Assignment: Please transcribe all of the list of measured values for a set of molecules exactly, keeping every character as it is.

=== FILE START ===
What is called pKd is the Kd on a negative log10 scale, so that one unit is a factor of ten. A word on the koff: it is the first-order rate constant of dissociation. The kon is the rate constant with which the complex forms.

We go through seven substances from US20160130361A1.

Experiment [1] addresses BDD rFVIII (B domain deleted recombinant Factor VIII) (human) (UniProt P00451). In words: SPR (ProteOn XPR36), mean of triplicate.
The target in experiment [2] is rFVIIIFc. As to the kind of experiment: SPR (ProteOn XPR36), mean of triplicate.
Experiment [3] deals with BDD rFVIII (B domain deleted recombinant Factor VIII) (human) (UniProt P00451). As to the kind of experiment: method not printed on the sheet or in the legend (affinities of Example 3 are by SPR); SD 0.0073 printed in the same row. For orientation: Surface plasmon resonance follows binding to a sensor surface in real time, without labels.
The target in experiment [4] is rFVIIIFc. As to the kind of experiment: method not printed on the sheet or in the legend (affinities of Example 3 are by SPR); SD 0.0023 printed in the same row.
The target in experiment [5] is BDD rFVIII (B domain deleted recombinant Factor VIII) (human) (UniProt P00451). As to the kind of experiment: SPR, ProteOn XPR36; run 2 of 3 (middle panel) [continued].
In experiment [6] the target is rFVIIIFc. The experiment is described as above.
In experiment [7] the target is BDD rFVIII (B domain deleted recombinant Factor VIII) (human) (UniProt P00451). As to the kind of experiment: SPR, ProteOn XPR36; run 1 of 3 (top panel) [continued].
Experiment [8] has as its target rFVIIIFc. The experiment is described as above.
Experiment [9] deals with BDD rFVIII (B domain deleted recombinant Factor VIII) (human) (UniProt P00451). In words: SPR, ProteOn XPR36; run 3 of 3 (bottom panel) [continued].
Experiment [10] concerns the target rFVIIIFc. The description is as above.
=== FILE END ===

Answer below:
What is called pKd is the Kd on a negative log10 scale, so that one unit is a factor of ten. A word on the koff: it is the first-order rate constant of dissociation. The kon is the rate constant with which the complex forms.

We go through seven substances from US20160130361A1.

Experiment [1] addresses BDD rFVIII (B domain deleted recombinant Factor VIII) (human) (UniProt P00451). In words: SPR (ProteOn XPR36), mean of triplicate.
The target in experiment [2] is rFVIIIFc. As to the kind of experiment: SPR (ProteOn XPR36), mean of triplicate.
Experiment [3] deals with BDD rFVIII (B domain deleted recombinant Factor VIII) (human) (UniProt P00451). As to the kind of experiment: method not printed on the sheet or in the legend (affinities of Example 3 are by SPR); SD 0.0073 printed in the same row. For orientation: Surface plasmon resonance follows binding to a sensor surface in real time, without labels.
The target in experiment [4] is rFVIIIFc. As to the kind of experiment: method not printed on the sheet or in the legend (affinities of Example 3 are by SPR); SD 0.0023 printed in the same row.
The target in experiment [5] is BDD rFVIII (B domain deleted recombinant Factor VIII) (human) (UniProt P00451). As to the kind of experiment: SPR, ProteOn XPR36; run 2 of 3 (middle panel) [continued].
In experiment [6] the target is rFVIIIFc. The experiment is described as above.
In experiment [7] the target is BDD rFVIII (B domain deleted recombinant Factor VIII) (human) (UniProt P00451). As to the kind of experiment: SPR, ProteOn XPR36; run 1 of 3 (top panel) [continued].
Experiment [8] has as its target rFVIIIFc. The experiment is described as above.
Experiment [9] deals with BDD rFVIII (B domain deleted recombinant Factor VIII) (human) (UniProt P00451). In words: SPR, ProteOn XPR36; run 3 of 3 (bottom panel) [continued].
Experiment [10] concerns the target rFVIIIFc. The description is as above.